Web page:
Harvey Mackay: Self-serving leaders vs. servant leaders
September 23, 2012
Ken Blanchard believes that corporate America is in desperate need of a different leadership role model. And I couldn’t agree more.
Ken is a walking management encyclopedia: He’s written 50 books with more than 90 contributing authors. His blockbuster book, “The One Minute Manager,” has sold 13 million copies around the world. He has a practical, no-nonsense style that I love.
Ken has been a good friend for years. In fact, I owe a lot of my book-writing success to Ken because he’s the one who asked me to write a book with him before I decided to author “Swim With the Sharks Without Being Eaten Alive” back in 1988.
While most leaders think that leadership is in your head, Ken thinks effective leadership starts in the heart. Your heart controls your motivation, your intent and your leadership character.
I invited Ken to speak to my roundtable group of 30 CEOs. His memorable message was that the No. 1 leadership style around the world today is “seagull management.” He explained, “Managers might set goals and then disappear until you screw up. Then they fly in, make a lot of noise, dump on everybody and fly out. They think that’s great leadership.”
He compared what he calls self-serving leaders to servant leaders and mentioned three main differences.
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The first difference is feedback. If you’ve ever tried to give negative feedback up the hierarchy of a self-serving leadership team, you know the difference. You get destroyed.
Self-serving leaders thrive in critical environments, whereas servant leaders prefer supportive environments.
Ken said, “I travel around the world, and I’ll say to people, ‘How do you know whether you’re doing a good job?’ The No. 1 response I still get is, ‘Nobody’s yelled at me lately.'”
He went on to say that if he could only teach one thing it would be to develop great relationships. He advised that to develop great organizations, you have to wander around and catch people doing the right things and then praise them in front of everyone.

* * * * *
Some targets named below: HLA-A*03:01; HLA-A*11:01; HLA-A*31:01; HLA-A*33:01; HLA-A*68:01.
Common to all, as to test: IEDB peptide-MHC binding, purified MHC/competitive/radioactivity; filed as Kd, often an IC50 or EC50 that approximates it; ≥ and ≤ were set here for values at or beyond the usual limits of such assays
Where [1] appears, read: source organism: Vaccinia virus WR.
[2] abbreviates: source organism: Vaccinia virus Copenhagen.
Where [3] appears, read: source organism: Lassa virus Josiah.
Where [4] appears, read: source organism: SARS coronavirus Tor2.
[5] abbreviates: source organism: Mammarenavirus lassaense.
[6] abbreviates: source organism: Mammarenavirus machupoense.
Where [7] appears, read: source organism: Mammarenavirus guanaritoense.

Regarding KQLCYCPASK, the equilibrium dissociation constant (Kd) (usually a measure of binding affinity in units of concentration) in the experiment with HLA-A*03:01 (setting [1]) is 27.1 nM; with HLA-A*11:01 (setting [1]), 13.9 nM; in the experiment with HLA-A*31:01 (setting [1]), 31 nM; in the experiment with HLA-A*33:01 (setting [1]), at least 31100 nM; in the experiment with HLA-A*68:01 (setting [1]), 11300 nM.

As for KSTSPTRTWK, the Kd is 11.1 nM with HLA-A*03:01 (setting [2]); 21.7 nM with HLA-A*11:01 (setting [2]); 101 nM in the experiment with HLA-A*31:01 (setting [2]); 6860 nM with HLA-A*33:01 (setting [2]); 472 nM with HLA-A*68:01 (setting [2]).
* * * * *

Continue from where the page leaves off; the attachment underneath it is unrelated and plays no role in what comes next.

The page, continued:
The second major difference is that self-serving leaders don’t want anyone else to look really good, while servant leaders really want to build leadership in their group. They have no problem with someone rising up. They don’t mind sharing leadership.
My philosophy is, you’d be amazed at how much you can accomplish if you don’t care who gets the credit. I also believe that three opinions are better than two and five are better than four.
The third difference is ego.
“Self-serving leaders are caught in the trap that they think their self-worth is a function of their performance plus the opinion of others,” Ken said. “They have this scorekeeping system. The only way they can keep going is they’ve got to get more. Their scorekeeping centers around three things: accumulation of wealth, recognition/power and status.”
Ken advises that there is nothing wrong with accumulating money, getting recognized or having some power and status.
“What’s wrong is if that’s who you think you are, because then your self-worth is tied up there, and you’re going to have to keep on performing,” he said. “That’s why people have to keep on accumulating more and more and take huge bonuses when that money could be spent in other ways.”
Servant leaders define their self-worth differently. They are comfortable in their skin. Ken cautions that this doesn’t mean that they don’t have some weaknesses. They know that their position is not a given. Everything from their job and possessions are on loan and can be taken away at a moment’s notice.
Our egos can interfere in two ways, Ken cautions. One is false pride – when you think more of yourself than you should and your main job is to promote yourself. The other is self-doubt or fear – when you think less of yourself than you should.
The antidote for fear and self-doubt is self-pride and self-esteem, whereas the antidote for false pride is humility, which Ken believes is another important characteristic of a leader.
“A lot of people have this image that people who are humble are weak,” Ken said. “People with humility don’t think less of themselves. They just think about themselves less. That’s really a powerful thing.”
Harvey Mackay is a Minneapolis businessman and author. He also spends about six weeks a year in Aspen.
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